activating at least one reference configuration light source as the at least one controllable light source that provides the corresponding illumination.
6. The method of claim 5, wherein:
activating the at least one reference configuration light source comprises activating at least one of a stage light, a surface light and a coaxial light; and
placing the vision machine into the reference configuration optical path arrangement comprises placing the vision machine into an arrangement that provides a focused image of a surface in a nominal field of view.
7. The method of claim 6, wherein placing the vision machine into an arrangement that provides the focused image of the surface comprises at least one of providing a focused image of the surface of an element of the stage and providing a focused image of the surface of a target element.
8. The method of claim 5, wherein:
activating the at least one reference configuration light source comprises activating at least one of a stage light, a surface light and a coaxial light; and
placing the vision machine into the reference configuration optical path arrangement comprises placing the vision machine into an arrangement that provides a sufficiently defocused image of a nominal field of view.
9. The method of claim 8, wherein activating the reference configuration light source comprises activating the coaxial light; and
placing the vision machine into the reference configuration optical path arrangement comprises placing the vision machine into an arrangement that provides a sufficiently defocused image of a nominal field of view such that transferring the corresponding illumination to the camera using the lens to be identified comprises transferring, as a substantial portion of the corresponding illumination, back-reflected light from the lens to be identified.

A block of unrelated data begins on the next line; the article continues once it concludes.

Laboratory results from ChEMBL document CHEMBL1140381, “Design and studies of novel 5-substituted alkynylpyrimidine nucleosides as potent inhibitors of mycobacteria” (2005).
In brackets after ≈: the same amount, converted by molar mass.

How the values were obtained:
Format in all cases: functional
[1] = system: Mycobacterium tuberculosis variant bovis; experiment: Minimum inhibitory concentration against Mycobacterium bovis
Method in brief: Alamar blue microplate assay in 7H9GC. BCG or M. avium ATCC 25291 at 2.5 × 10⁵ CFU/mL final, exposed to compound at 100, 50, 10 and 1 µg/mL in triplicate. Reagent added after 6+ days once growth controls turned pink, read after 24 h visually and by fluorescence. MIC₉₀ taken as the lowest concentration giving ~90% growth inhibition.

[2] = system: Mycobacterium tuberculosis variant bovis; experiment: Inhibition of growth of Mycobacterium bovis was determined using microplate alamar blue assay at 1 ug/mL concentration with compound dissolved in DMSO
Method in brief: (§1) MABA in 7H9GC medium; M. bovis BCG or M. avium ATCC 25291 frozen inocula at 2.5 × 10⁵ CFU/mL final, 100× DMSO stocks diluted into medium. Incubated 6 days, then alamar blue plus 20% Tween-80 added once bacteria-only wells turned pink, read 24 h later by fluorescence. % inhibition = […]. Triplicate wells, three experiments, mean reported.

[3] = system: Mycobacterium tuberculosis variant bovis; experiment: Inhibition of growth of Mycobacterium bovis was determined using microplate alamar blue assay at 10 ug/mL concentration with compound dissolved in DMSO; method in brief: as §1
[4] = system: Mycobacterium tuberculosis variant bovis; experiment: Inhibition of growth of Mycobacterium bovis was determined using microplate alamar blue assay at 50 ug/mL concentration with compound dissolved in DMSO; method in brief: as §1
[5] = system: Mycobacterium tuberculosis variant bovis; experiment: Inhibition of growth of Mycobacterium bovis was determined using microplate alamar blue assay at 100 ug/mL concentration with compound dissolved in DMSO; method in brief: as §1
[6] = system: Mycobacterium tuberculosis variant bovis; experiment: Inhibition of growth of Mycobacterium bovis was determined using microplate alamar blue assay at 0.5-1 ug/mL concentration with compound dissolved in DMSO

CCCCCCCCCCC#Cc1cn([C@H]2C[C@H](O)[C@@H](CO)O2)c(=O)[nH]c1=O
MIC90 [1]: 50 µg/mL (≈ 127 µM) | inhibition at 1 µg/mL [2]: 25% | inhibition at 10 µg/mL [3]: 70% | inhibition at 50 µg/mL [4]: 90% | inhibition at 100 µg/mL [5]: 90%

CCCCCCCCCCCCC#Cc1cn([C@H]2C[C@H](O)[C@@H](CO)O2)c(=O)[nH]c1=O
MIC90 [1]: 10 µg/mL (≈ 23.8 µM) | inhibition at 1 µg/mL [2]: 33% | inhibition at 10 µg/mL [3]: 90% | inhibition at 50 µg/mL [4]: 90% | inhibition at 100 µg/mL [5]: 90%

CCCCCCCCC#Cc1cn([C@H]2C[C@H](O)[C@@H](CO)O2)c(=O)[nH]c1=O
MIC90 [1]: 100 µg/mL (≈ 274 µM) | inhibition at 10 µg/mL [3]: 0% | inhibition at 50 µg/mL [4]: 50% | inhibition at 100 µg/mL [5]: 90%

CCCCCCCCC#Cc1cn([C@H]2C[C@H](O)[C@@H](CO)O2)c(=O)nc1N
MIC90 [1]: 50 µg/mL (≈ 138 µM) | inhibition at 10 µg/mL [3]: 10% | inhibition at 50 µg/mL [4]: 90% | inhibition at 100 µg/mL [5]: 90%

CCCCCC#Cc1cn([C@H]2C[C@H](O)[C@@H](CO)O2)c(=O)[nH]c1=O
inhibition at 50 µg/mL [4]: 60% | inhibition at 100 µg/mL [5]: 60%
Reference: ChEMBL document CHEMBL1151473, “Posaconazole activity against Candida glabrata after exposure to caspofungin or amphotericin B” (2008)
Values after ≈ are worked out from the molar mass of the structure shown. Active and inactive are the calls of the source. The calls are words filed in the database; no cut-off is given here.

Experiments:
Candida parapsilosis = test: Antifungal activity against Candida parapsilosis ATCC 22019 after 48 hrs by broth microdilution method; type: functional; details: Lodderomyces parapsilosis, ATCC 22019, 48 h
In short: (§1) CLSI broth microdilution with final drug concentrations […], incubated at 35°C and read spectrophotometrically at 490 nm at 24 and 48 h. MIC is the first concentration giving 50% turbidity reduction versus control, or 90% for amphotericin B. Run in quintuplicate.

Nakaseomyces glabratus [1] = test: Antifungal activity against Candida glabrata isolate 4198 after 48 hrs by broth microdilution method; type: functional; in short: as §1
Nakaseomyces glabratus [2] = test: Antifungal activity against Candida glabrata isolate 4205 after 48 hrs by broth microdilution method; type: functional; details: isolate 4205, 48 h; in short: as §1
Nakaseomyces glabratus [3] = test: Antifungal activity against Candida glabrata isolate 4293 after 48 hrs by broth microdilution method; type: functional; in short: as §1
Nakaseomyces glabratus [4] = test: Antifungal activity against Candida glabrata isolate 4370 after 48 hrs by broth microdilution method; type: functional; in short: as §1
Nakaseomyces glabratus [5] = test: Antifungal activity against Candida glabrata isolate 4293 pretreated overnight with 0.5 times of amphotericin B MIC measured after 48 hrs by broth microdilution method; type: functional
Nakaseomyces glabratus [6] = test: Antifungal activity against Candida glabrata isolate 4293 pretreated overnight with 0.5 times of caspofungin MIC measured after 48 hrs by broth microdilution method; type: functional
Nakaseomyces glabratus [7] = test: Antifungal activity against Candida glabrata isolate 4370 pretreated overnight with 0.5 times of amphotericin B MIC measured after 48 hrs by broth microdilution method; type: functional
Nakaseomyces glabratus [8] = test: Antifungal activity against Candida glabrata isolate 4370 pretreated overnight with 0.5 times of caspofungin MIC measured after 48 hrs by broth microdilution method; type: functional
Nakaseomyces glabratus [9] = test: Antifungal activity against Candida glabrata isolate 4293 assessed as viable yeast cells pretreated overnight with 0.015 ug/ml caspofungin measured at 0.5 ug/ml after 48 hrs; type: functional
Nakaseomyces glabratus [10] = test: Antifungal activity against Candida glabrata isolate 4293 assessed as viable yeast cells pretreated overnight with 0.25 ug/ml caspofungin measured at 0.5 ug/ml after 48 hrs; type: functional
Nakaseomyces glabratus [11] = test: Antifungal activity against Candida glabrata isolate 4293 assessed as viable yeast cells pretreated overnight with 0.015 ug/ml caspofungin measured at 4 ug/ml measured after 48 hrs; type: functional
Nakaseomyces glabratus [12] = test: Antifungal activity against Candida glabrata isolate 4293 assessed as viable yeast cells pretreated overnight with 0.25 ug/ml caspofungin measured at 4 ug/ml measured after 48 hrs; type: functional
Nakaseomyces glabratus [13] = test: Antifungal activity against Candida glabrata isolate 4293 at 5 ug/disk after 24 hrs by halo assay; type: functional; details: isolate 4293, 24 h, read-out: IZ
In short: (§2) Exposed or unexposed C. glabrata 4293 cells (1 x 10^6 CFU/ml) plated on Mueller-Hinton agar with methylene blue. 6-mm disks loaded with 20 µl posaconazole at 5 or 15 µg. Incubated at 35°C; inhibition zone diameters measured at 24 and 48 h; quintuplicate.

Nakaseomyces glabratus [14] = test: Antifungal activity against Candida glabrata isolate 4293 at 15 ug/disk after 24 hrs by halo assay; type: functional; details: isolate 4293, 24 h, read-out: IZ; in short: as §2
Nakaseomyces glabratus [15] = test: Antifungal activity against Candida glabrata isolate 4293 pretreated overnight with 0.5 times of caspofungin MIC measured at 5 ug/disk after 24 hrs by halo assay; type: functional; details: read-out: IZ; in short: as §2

10. The method of claim 4, wherein operating the vision machine in the state of the reference configuration comprises placing the vision machine into a reference configuration that at least substantially corresponds to a reference configuration that was used on a corresponding vision machine when the lens identification calibration data for each of the plurality of lenses was determined.
11. The method of claim 10, wherein placing the vision machine into the reference configuration that at least substantially corresponds to a reference configuration that was used on a corresponding vision machine when the lens identification calibration data for each of the plurality of lenses was determined comprises placing the vision machine into a reference configuration that fully corresponds to the reference configuration that was used on a vision machine of the same type when the lens identification calibration data for each of the plurality of lenses was determined.
12. The method of claim 11, wherein placing the vision machine into the reference configuration that at least substantially corresponds to a reference configuration that was used on a corresponding vision machine comprises placing the vision machine into the reference configuration that was used on that same vision machine when the lens identification calibration data for each of the plurality of lenses was determined on that same vision machine.
13. The method of claim 1, wherein:
the vision machine further comprises a plurality of turret lens positions;
the lens identification calibration data for each of the plurality of lenses is further based on at least one respective light source level setting and at least one respective camera output obtained for that respective light source level setting for each of a plurality of turret lens positions; and